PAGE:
A psychologist may be recommended to you by your doctor if you have been diagnosed with a mental illness or brain injury. Your doctor may also recommend a psychiatric evaluation if you are unable to recognize symptoms of your deficits, lack awareness about the causes and consequences of your symptoms, show diminished motivation for treatment and rehabilitation as well as display impaired reasoning ability.

The “LEAP” approach is a popular evaluation technique, which is conducted as follows:

  • listen to the person
  • Express empathy and concern.
  • Ask permission to ask questions about their symptoms or condition.
  • Evaluate the patient’s ability:
  • referrals from other professionals, such as therapists, if further evaluation is required by a psychologist who specializes in cognitive disorders. For example, you can visit a psychologist if your doctor thinks that anosognosia is the cause of some disorder.

The most effective treatment for anosognosia varies from person to person and depends on their conditions or disorders as well as any cognitive deficits they have experienced throughout life.

Treatment of Anosognosia

The most common treatments for anosognosia are psychotherapy and social support. Medication is used to treat the symptoms of psychiatric disorders such as depression or schizophrenia if they exist in conjunction with anosognosia.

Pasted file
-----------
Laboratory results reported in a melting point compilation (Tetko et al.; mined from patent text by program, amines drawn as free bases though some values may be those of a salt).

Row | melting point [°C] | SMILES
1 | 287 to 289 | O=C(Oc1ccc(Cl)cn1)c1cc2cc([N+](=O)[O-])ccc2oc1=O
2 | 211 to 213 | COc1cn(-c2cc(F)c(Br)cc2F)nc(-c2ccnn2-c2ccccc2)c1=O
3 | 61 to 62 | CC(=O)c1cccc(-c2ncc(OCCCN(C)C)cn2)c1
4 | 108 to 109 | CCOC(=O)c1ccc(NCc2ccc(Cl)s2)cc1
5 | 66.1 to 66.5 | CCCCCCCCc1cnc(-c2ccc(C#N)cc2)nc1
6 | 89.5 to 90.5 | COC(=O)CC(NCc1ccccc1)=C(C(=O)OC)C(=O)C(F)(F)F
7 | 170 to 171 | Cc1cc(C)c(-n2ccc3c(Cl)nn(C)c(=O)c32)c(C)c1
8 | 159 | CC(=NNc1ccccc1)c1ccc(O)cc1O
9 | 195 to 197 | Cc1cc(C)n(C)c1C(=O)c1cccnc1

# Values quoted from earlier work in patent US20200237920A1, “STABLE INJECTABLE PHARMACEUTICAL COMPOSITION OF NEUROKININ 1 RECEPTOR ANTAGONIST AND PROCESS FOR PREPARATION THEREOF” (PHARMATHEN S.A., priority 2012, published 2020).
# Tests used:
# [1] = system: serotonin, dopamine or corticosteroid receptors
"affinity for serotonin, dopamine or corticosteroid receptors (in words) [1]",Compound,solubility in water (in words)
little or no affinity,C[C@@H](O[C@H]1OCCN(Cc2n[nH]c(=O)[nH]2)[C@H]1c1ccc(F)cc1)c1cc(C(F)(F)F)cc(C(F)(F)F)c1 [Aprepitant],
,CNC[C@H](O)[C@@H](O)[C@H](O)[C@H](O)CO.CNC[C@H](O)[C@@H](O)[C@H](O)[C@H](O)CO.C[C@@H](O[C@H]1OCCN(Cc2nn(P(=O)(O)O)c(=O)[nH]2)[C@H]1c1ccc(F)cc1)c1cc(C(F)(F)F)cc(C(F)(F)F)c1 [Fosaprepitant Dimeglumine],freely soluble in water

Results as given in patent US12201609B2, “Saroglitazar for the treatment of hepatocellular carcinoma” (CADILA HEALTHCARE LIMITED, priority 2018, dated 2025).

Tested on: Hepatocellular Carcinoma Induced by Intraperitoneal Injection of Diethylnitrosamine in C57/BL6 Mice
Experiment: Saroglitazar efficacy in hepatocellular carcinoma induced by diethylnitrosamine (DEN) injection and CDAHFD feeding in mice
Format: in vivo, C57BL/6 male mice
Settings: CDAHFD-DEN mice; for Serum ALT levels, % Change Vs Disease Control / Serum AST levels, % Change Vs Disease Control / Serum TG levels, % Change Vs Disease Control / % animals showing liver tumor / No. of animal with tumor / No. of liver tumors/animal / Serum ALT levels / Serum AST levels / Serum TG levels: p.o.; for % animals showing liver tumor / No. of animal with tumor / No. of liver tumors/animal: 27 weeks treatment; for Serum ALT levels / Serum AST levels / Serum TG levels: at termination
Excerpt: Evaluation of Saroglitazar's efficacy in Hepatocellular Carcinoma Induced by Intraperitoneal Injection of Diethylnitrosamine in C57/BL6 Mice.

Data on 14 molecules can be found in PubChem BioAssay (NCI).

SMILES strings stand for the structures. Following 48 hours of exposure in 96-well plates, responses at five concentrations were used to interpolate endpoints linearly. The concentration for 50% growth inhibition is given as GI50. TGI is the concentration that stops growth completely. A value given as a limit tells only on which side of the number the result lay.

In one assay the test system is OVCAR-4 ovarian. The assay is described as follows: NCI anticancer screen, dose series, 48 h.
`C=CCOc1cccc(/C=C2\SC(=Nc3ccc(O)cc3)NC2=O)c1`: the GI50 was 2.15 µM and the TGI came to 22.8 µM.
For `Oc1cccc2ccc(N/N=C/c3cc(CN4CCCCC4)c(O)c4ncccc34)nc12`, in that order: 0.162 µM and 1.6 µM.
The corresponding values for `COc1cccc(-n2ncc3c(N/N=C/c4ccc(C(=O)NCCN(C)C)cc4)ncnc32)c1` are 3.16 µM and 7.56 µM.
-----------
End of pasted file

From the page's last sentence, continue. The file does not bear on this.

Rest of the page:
Psychotherapy involves a variety of treatment methods that help patients understand their condition from different perspectives so that they can recognize their symptoms.

anosognosia symptoms
anosognosia symptoms

Social support is essential for patients with anosognosia because it provides them with the encouragement and understanding that they need during recovery. It also helps family members or friends to better understand the condition so that they are more supportive of treatment efforts.

What are some common causes of anosognosia?

  • Brain damage caused by a stroke, brain tumor or traumatic brain injury.
  • Disorders that affect the neurological system, including dementia (i.e., Alzheimer’s disease), schizophrenia and epilepsy.
  • Psychiatric disorders such as depression or bipolar disorder.
  • Frontal lobe dementia, Alzheimer’s disease and other dementias that affect cognition.

Anosognosia cannot be treated with medications or physical therapy because it is not related to any neurological deficits associated with those conditions. In the case of anosognosia caused by brain damage, the best treatments focus on psychotherapy and social support.

What brain damage causes anosognosia?